April 11, 2013 at 11:26 am
Close enough for jazz, indeed! Gorgeous writing, Amy.
April 11, 2013 at 11:38 am
Truly gorgeous inspired writing. I especially love how your grown daughter can recall the magic of this time and place. A tribute to your strength and love, Amy.
April 11, 2013 at 11:44 am
I am a sucker for the sapnish english transition…I so suck at speaking spanish but I try like hell…lol. This was perfect. The description not only of the place but the feelings and experiences that surrounded the reasopn for being there. The dialogue was wonderful, and that last line is a bit of genius. Great job. Muchos Gracias.
April 11, 2013 at 11:45 am
Or spanish, damn fat fingers.
April 11, 2013 at 12:53 pm
What a wonderful story, I felt as if I was there – the heat on the beach, the sights, the sounds – being a Mom – the dialogue – everything. Loved it.
Kay, Alberta, Canada
April 11, 2013 at 2:01 pm
Oh, Amy, this is wonderful. Although I’ve never been to Puerto Rico, I could picture the whole thing.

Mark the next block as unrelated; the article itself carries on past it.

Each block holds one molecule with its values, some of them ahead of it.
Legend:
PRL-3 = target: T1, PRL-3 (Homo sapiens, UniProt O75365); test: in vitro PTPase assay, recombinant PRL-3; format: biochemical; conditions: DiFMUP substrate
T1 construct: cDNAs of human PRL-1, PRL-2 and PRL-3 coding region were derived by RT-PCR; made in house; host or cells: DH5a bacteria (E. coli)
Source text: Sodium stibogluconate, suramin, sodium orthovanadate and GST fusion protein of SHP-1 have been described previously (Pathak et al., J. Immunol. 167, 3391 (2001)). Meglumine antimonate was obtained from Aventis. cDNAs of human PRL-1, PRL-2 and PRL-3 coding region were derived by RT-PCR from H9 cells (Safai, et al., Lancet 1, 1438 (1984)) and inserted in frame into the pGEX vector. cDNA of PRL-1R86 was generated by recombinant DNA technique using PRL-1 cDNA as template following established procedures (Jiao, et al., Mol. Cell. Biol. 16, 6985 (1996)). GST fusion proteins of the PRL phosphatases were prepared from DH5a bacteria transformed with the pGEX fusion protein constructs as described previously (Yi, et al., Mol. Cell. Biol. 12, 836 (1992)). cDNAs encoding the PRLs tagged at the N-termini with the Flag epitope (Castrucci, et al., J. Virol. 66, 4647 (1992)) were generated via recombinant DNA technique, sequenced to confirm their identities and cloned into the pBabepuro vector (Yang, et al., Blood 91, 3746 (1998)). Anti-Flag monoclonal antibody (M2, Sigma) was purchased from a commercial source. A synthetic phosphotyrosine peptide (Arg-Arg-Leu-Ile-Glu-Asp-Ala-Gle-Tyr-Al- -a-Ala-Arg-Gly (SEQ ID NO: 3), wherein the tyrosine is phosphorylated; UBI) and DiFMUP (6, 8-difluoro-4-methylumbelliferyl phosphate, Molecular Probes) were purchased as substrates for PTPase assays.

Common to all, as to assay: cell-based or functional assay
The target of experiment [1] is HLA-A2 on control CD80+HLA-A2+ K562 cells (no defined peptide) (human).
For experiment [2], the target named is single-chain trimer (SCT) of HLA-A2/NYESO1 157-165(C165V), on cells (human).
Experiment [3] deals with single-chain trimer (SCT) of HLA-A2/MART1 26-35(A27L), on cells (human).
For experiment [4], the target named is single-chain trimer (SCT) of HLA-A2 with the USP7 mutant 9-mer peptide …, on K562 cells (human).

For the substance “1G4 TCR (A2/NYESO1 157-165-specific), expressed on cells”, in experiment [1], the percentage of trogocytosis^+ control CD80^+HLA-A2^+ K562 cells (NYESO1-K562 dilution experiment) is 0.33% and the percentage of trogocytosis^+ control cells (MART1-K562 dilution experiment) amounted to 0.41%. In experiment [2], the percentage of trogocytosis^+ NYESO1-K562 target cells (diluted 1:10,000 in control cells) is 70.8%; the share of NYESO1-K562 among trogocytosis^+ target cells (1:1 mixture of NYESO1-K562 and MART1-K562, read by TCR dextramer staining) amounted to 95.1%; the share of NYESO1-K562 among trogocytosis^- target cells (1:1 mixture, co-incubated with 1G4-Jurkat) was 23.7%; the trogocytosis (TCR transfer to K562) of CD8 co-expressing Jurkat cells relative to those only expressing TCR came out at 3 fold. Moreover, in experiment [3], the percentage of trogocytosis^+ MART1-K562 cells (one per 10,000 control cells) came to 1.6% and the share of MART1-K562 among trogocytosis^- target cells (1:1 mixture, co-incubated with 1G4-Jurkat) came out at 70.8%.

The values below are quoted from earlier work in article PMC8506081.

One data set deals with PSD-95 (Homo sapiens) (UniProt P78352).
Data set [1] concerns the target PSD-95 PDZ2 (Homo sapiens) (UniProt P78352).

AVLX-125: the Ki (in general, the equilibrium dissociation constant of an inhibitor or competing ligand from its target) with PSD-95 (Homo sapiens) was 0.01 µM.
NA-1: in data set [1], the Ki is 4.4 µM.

Your Spanglish brought back memories of my youngest brother and his friends in Mexico. My parents had their retirement planned before Mom got pregnant with Roberto, so he went with them. Fortunately, he still remembers his Spanish, but, at 45, he says he can only speak Spanish up to a Grade 8 level, when his school in Canada told the family he couldn’t keep disappearing for 6 months out of every year.
After that, he spent those months with me through high school and college. I have always been grateful to my parents for that, because I didn’t have any children of my own.
Thanks for a beautiful reminder of a wonderful time in my life.
April 11, 2013 at 2:08 pm
Made me smile at the end there. And the rest of the piece is wonderfully in your face and vivid–thanks for taking me on this virtual trip to somewhere I’d never otherwise make it.
April 11, 2013 at 4:34 pm
Amy, another excellent word painting–made me feel like laying back in the sand. Those drops are like slaps, incredible how the tropical rain is so strong–but at least it’s warm 🙂 Great way to circle back with Riley and remembrances ❤
April 11, 2013 at 7:19 pm
It’s been years since I visited Puerto Rico .. now I want to return! You brought it to life! My grandchildren used to say ‘nakey-butt’ when they were small ~~ another wonderful memory.
April 13, 2013 at 3:51 am
Superb writing. A magnificent response to the prompt.
Susie Clevenger (@wingsobutterfly)
April 17, 2013 at 10:30 pm
I am going to Puerto Rico in May. It will be my first time there. So glad I stopped by to read your wonderful story.